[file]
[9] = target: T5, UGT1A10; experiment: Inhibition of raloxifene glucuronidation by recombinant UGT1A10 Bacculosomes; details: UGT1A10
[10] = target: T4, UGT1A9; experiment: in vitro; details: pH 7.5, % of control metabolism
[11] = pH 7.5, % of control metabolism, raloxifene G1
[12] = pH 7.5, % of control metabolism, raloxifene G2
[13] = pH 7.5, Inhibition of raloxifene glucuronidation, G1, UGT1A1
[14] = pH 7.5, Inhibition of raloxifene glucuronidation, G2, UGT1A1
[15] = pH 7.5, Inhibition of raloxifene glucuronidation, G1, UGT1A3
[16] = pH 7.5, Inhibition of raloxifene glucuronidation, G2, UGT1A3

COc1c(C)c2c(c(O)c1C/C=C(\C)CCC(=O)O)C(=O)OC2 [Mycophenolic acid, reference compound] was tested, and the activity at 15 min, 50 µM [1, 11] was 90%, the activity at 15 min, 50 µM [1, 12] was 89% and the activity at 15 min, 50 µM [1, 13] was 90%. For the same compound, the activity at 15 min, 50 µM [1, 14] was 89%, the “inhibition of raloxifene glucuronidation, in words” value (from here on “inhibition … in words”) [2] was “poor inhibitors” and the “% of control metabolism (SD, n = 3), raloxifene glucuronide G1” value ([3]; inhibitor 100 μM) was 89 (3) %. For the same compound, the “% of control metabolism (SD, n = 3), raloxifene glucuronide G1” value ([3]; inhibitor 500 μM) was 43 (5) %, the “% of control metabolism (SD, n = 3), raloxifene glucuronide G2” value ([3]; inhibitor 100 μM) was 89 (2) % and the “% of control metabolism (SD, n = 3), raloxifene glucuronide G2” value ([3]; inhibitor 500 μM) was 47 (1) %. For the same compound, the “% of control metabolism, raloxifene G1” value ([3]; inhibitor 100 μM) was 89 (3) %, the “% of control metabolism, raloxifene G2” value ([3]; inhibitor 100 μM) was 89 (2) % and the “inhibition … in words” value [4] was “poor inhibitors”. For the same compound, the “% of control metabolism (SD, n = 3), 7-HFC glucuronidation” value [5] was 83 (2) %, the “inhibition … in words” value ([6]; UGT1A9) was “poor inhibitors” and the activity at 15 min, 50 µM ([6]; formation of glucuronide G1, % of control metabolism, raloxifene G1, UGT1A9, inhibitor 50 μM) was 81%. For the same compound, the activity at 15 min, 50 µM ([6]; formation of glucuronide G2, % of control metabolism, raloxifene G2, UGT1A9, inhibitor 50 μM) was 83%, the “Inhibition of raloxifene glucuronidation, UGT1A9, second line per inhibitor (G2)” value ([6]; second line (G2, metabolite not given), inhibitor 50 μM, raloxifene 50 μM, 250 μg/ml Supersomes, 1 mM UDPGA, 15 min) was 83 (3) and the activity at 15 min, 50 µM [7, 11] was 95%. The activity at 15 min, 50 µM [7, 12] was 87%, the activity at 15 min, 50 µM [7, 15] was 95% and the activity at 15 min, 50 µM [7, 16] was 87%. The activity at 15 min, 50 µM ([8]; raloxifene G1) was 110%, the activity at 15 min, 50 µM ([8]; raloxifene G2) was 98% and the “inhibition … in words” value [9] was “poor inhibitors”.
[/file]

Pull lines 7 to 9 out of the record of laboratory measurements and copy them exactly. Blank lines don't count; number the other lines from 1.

[15] = pH 7.5, Inhibition of raloxifene glucuronidation, G1, UGT1A3
[16] = pH 7.5, Inhibition of raloxifene glucuronidation, G2, UGT1A3

COc1c(C)c2c(c(O)c1C/C=C(\C)CCC(=O)O)C(=O)OC2 [Mycophenolic acid, reference compound] was tested, and the activity at 15 min, 50 µM [1, 11] was 90%, the activity at 15 min, 50 µM [1, 12] was 89% and the activity at 15 min, 50 µM [1, 13] was 90%. For the same compound, the activity at 15 min, 50 µM [1, 14] was 89%, the “inhibition of raloxifene glucuronidation, in words” value (from here on “inhibition … in words”) [2] was “poor inhibitors” and the “% of control metabolism (SD, n = 3), raloxifene glucuronide G1” value ([3]; inhibitor 100 μM) was 89 (3) %. For the same compound, the “% of control metabolism (SD, n = 3), raloxifene glucuronide G1” value ([3]; inhibitor 500 μM) was 43 (5) %, the “% of control metabolism (SD, n = 3), raloxifene glucuronide G2” value ([3]; inhibitor 100 μM) was 89 (2) % and the “% of control metabolism (SD, n = 3), raloxifene glucuronide G2” value ([3]; inhibitor 500 μM) was 47 (1) %. For the same compound, the “% of control metabolism, raloxifene G1” value ([3]; inhibitor 100 μM) was 89 (3) %, the “% of control metabolism, raloxifene G2” value ([3]; inhibitor 100 μM) was 89 (2) % and the “inhibition … in words” value [4] was “poor inhibitors”. For the same compound, the “% of control metabolism (SD, n = 3), 7-HFC glucuronidation” value [5] was 83 (2) %, the “inhibition … in words” value ([6]; UGT1A9) was “poor inhibitors” and the activity at 15 min, 50 µM ([6]; formation of glucuronide G1, % of control metabolism, raloxifene G1, UGT1A9, inhibitor 50 μM) was 81%. For the same compound, the activity at 15 min, 50 µM ([6]; formation of glucuronide G2, % of control metabolism, raloxifene G2, UGT1A9, inhibitor 50 μM) was 83%, the “Inhibition of raloxifene glucuronidation, UGT1A9, second line per inhibitor (G2)” value ([6]; second line (G2, metabolite not given), inhibitor 50 μM, raloxifene 50 μM, 250 μg/ml Supersomes, 1 mM UDPGA, 15 min) was 83 (3) and the activity at 15 min, 50 µM [7, 11] was 95%. The activity at 15 min, 50 µM [7, 12] was 87%, the activity at 15 min, 50 µM [7, 15] was 95% and the activity at 15 min, 50 µM [7, 16] was 87%. The activity at 15 min, 50 µM ([8]; raloxifene G1) was 110%, the activity at 15 min, 50 µM ([8]; raloxifene G2) was 98% and the “inhibition … in words” value [9] was “poor inhibitors”.